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Auckland Museum is on a quest to discover who the people are in a collection of early New Zealand photographs. Can you help us with our search? Read on to find out more. 

These 110-year-old photographs were discovered recently after some glass plate negatives were digitised at Auckland Museum. The glass plate negatives were donated to the Museum in 2016. 
The images give a remarkable insight into a New Zealand before living memory. They depict a range of people, places and scenes of domestic life that would have been familiar to a cross-section of pākehā society at the time. 
Like all good detective stories, the collection poses more questions than it answers. Who were the people in these pictures? Did they know each other? Why were they taken and what events were being recorded? Did the subjects know the photographer? Why are there only 120 negatives remaining from a period of nearly 15 years? 
When they were donated, Museum staff noted that the negatives had been purchased in the 1970s at Auckland’s City Market, an area which is now occupied by Aotea Square. Unfortunately, no other details about the negatives were recorded and the negatives’ origins became lost over time. 
Auckland Museum Assistant Curator of Documentary Heritage Ian Proctor is turning to the public to help solve this mystery and give back identity to the subjects and their photographer. 
In seeking to identify the people featured, Ian hopes to find the connection between them and finally discover the story behind this collection.
Do you recognise anyone in these images? If so, please contact Pictorial@aucklandmuseum.com with details. 

Below we've posted some of the images with descriptions and what we can ascertain from looking at them, such as the place and time the photo was taken. 

Regardless of whether you recognise anyone, we hope you enjoy perusing these photos of a bygone era.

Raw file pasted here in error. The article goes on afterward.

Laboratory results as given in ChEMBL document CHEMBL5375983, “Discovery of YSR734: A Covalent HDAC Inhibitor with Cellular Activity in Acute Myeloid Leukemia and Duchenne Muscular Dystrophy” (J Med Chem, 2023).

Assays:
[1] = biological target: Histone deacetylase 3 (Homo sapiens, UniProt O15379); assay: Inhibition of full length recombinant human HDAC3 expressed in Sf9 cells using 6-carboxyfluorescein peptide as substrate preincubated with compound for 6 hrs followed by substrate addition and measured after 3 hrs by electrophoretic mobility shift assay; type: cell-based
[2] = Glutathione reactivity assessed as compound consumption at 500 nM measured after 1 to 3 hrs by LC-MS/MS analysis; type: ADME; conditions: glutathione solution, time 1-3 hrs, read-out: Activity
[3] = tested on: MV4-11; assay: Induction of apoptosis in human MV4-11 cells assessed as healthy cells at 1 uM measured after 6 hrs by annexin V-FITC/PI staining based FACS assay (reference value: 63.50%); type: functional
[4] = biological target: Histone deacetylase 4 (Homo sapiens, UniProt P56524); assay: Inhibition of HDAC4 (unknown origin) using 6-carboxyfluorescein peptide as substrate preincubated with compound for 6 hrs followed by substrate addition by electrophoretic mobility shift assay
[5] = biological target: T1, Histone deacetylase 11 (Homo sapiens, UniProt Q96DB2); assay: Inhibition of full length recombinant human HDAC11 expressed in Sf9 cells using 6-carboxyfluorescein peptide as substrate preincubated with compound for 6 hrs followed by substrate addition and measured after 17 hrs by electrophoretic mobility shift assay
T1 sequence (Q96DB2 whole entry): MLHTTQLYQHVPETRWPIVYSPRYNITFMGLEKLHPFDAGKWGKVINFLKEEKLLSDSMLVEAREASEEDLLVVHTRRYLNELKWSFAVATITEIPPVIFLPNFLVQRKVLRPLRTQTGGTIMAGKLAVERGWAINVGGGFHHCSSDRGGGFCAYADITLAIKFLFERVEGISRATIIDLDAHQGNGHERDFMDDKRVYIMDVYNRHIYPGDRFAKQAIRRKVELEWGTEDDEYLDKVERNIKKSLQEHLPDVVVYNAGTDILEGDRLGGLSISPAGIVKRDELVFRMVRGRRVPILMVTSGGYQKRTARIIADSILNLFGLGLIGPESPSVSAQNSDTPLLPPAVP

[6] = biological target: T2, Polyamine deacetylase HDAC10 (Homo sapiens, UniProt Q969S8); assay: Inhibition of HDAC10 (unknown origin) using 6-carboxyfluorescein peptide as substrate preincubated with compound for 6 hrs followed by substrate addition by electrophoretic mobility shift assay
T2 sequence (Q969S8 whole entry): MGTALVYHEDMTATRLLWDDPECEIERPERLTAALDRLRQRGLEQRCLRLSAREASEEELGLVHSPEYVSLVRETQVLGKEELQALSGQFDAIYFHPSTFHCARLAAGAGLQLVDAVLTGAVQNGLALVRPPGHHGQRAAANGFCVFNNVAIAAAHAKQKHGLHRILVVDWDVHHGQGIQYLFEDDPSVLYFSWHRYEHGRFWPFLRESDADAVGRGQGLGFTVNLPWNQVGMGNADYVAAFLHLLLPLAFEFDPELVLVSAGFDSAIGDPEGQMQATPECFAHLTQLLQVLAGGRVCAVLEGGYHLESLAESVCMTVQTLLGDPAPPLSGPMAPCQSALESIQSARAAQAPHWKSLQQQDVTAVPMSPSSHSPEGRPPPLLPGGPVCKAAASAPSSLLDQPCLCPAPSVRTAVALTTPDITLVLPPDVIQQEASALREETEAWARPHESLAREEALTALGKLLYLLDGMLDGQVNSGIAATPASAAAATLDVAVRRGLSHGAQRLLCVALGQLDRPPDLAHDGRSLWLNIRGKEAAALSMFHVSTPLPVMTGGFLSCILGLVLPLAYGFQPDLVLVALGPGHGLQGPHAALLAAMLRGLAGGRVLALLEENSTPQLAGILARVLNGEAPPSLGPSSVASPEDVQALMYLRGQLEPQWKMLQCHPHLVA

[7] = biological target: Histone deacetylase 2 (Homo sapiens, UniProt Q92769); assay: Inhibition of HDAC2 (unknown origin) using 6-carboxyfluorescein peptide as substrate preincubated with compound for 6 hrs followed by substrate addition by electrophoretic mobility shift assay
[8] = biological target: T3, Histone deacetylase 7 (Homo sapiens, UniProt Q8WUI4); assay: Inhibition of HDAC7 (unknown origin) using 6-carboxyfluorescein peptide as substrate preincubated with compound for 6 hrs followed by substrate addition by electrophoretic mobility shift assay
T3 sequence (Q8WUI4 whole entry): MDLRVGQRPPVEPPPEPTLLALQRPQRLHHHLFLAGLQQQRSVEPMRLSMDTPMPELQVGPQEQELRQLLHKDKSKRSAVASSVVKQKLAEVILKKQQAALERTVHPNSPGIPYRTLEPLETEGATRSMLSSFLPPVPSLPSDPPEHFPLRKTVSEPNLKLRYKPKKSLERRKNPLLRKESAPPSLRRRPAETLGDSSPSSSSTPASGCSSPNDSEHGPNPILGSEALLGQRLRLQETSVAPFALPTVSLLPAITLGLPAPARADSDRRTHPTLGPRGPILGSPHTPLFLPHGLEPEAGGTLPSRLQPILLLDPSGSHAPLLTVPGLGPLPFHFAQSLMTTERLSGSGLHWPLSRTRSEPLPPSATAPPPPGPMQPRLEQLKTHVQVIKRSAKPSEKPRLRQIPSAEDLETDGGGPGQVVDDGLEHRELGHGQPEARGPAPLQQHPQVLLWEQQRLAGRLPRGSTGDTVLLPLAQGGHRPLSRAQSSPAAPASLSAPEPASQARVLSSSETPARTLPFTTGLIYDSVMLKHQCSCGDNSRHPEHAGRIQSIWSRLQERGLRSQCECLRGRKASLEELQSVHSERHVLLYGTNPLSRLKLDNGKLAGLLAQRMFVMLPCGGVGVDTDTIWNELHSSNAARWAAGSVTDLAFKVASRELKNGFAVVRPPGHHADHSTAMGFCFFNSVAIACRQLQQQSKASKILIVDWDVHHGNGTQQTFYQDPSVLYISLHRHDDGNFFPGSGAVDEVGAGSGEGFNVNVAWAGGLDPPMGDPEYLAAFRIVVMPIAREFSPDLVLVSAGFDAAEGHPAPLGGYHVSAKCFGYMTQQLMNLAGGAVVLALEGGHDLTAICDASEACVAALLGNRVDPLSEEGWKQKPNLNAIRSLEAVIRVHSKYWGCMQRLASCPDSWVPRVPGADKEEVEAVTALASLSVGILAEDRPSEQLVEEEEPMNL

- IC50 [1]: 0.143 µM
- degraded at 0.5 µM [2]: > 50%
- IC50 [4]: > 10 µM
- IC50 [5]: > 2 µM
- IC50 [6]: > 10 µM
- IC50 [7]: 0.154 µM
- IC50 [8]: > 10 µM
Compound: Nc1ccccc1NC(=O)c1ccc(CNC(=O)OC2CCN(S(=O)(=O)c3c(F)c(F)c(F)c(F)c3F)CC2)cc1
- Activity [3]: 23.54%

Four women, probably related to each other, pose for a semi-formal photograph in a garden. Portraiture, often taken outside a studio, was common for this photographer. PH-2019-13-4-3

An unknown young man rides a ‘safety-bicycle’ through a garden. Informal leisure scenes are mixed with styled portraits. PH-2019-13-8-7

A baby in an ornate wicker pram. Several generations of one or perhaps several families may be represented in this collection. PH-2019-13-7-16

A women poses with her horse. Animals feature prominently in this collection, with cats, dogs, cows and pigs featuring alongside the horses. PH-2019-13-7-17

(More images below)

The varied quality of the images, along with developing errors, reveal that they were taken by an amateur. However, the staging and arrangement of some clearly suggest the photographer was influenced by and wanted to create photographs in the style of professional studio photographers. Inexperienced technique has also resulted in the condition of the negatives deteriorating over time, which is seen on some of the images.
There is little to identify the photographer or his subjects. Whether there is a connection between the sitters of the anonymous portraits is unknown, especially as they cover a variety of social classes and backgrounds. Some are intimate for the times and hint at a possible family connection between the photographer and sitter. It is these portraits which have given the collection its charm, and which are the most intriguing. 

A distinguished, wealthy couple pose in the living room of a grand house. PH-2019-13-5-4

Three women, and their pet Jack Russell, sit on the back steps of a seemingly more modest house. PH-2019-13-8-2

A young man seated in a chair in a garden. PH-2019-13-8-3